Nobody gains anything from loading up knowledge workers beyond their capacity to perform the work. Both firm and employee stand to lose their reputations at every turn when work is performed poorly. Customers are likely to get bad advice that’s not tailored to their specific situation because the consultant has just recycled something he’s previously created for someone else. The work of downstream consumers of the product (software developers, for example, who receive a requirements document written by a time-pressure business analyst) becomes affected, too. And so the problem is compounded all the way down the line.

Smart knowledge workers should follow a number of basic principles to protect themselves against this pattern, whether sanctioned to do so by their employer or not.

I’ve learned these (usually the hard way) in the course of my ~15 year journey through the ‘knowledge economy.’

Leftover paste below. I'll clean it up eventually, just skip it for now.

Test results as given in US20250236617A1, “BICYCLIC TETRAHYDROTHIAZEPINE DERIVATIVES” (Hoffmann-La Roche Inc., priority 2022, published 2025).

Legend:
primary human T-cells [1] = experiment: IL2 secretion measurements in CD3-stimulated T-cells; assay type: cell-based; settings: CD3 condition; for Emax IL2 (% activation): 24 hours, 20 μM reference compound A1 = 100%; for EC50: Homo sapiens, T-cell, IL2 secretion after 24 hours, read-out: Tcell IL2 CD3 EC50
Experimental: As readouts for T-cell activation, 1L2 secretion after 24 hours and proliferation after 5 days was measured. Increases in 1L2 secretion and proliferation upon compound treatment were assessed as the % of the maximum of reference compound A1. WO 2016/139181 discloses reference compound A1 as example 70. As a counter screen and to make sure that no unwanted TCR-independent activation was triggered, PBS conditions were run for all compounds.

• Learn to say no: Know and track your own time and capacity limits at all times. Capacity is not just related to the amount of time you have available; capacity is also your ability to multitask or time-slice your attention between multiple competing projects or activities. Some people are great at this and some aren’t. I’m not. When you say no to a request, do so in a polite but firm manner. And always be prepared to back up your refusal with numerical evidence.
  • Learn to quantify and estimate your work: The only way to truly understand how long something will take is to know precisely how much work it is. The art of estimating is not just for engineers or highway construction project managers; an experienced knowledge worker should be able to quantify the work effort for most common (and not-so-common) activities he typically performs. Always start by asking, “How much work is it if I had nothing else going on at the same time?” Then, take into account other factors, like the nature of the client, the number of other things you have going on at the same time, etc. Numbers, more than anything else, help convince managers of your point because numbers are the language of management.